6 |     char *p = malloc(10);
          |               ^~~~~~
    foo.c:6:15: note: include ‘<stdlib.h>’ or provide a declaration of ‘malloc’
    $ ./a.out 
    sizeof int=4, sizeof ptr=8
    Other compilers would be less chatty, and just implicitly declare int malloc();
    Without the cast, you would at least get a warning about an incompatible type assignment.
    With the cast, you get nothing.
    The code is thoroughly broken on machines where pointers and integers have different sizes (as is the case here).

    2. Compiling C code with a C++ compiler.
    This is an all too easy trap to fall into, if you let IDEs do the work of setting up a project for you (looking at you visual studio).
    Code:
    $ cat foo.c
    #include <stdio.h>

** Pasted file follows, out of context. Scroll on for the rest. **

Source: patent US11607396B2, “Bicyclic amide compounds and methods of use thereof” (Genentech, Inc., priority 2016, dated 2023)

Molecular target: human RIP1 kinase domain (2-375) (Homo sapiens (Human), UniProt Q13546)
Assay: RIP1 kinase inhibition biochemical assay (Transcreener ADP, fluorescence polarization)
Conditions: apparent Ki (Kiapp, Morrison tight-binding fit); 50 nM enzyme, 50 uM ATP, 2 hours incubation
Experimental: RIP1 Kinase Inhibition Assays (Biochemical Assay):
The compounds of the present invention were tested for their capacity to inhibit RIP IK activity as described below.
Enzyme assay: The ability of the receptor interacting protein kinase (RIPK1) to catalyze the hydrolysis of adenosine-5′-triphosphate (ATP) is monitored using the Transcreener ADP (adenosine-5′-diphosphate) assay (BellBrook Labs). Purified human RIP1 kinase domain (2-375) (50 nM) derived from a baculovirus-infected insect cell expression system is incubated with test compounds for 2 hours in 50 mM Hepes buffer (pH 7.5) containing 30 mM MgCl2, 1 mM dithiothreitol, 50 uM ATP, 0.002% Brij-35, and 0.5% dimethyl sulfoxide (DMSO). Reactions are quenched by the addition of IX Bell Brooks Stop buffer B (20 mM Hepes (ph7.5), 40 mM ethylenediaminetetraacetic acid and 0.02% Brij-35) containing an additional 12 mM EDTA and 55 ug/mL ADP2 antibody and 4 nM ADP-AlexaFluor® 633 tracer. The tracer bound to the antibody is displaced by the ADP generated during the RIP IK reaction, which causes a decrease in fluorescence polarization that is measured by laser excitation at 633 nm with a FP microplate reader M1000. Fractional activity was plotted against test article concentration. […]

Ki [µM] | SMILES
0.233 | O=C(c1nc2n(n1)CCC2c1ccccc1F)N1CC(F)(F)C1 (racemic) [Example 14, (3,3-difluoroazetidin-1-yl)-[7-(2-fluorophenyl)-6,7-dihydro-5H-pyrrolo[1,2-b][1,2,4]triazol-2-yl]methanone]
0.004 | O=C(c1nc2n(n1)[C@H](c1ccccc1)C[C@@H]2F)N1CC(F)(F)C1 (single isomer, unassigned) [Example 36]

#include <stdlib.h>
    int main()
    {
        printf("sizeof int=%zd, sizeof ptr=%zd\n", sizeof(int), sizeof(char*));
        char *p = malloc(10);
        char *q = (char*)malloc(20);
        return 0;
    }
    $ gcc -xc++ foo.c
    foo.c: In function ‘int main()’:
    foo.c:6:21: error: invalid conversion from ‘void*’ to ‘char*’ [-fpermissive]
        6 |     char *p = malloc(10);
          |               ~~~~~~^~~~
          |                     |
          |                     void*
    The cast only serves to make the compiler shut up, and completely hides the fact that you should be using a C compiler to compile C code.

    Despite what many claim, C++ is NOT a superset (either mathematical or semantic) of C.
    If you dance barefoot on the broken glass of undefined behaviour, you've got to expect the occasional cut.
    If at first you don't succeed, try writing your phone number on the exam paper.